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PostSubject: Re: Taking a Dive into Classic Who   Tue Sep 21, 2010 9:54 pm

Rust wrote:
Well, two votes for Battlefield and Battlefield I did watch.

The story was...well, to be honest, the story was weird. A Nuclear Missile Convoy guarded by UNIT breaks down near an archeological dig site which just happens to be home to the legendary Excalibur. Excalibur is transmitting a distress beacon that's shooting backwards, forwards, and sideways in Time, drawing the Doctor and Ace. Their arrival necessitates UNIT into calling Brigadier Lethbridge-Stewart out of retirement. However, the signal is also drawing the attention of a parallel dimension, Excalibur's home dimension, and an evil Sorceress Queen who has enslaved a Demon and wants to seize Excalibur and face the legendary King Aurthur in battle.

When the Queen's army and her pet Demon fail to raise Aurthur from his slumber, the Queen resorts to more sinister methods...the activation of the Nuclear Warhead.



Really, Battlefield is either shoddily written or a masterpiece of subtlety, because while at the time the motivations for much of the story seem just flat out bizarre, by the end of it things start making sense, especially why the Queen is doing what she's doing. So overall, I find it a fun romp. Also expect some Wibbley, Wobbley Timey Wimey.

I especially loved Liz Shaw's name drop (On the UNIT Pass the Doctor handed Ace) and the triumphant return of Bessie.


This is also my first exposure to Sylvester McCoy in the role, and here we have a Doctor that is mighty familiar to a New Who fan, as he's got the same sort of air about him as Nine and Ten had. Madcap and deathly serious, he honestly reminds me most of William Hartnell with the way he carries himself like royalty and is generally mysterious.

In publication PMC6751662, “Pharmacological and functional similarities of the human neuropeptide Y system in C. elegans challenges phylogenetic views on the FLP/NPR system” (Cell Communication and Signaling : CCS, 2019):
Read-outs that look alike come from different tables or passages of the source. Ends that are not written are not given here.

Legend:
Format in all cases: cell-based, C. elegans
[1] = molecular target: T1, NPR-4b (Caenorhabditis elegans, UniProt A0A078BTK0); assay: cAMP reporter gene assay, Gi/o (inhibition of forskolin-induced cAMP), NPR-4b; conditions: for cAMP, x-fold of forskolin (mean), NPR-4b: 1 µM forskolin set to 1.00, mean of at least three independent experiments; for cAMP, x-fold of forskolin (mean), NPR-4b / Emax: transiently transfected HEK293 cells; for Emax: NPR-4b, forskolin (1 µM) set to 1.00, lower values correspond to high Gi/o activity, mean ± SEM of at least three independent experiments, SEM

I do wish he wouldn't roar quite so much, though. It's like he's channeling the Pirate Captain when he does that.


Ace was a solid companion that I enjoyed a lot. Gotta love a Woman who likes a big boom. It's a surprisingly useful skill to have around.


The Special Effects were decidedly lacking for a late 80s program, I hate to say. I'm not quite as forgiving with Late 80s onward special effects simply because we're now entering the time period in which I grew up in and it's also Star Trek: The Next Generation era. The effects are akin to what I'd have seen in Tom Baker and Peter Davidson's era. Even the alternate dimension guns were slightly groan worthy with their sparkler tips. Also, the Title Sequence for McCoy's era is gaudy, isn't it? Less money sunk into Late 80s CG effects might have helped bolster the budget for something a little less primitive.

But if the Special Effects were rather groan inducing, the practical effects and especially the makeup was phenomenal. The Destroyer looked absolutely amazing (Which made me sad given he gets disposed of relatively quickly), and the viewing globe was a simple effect put to good use.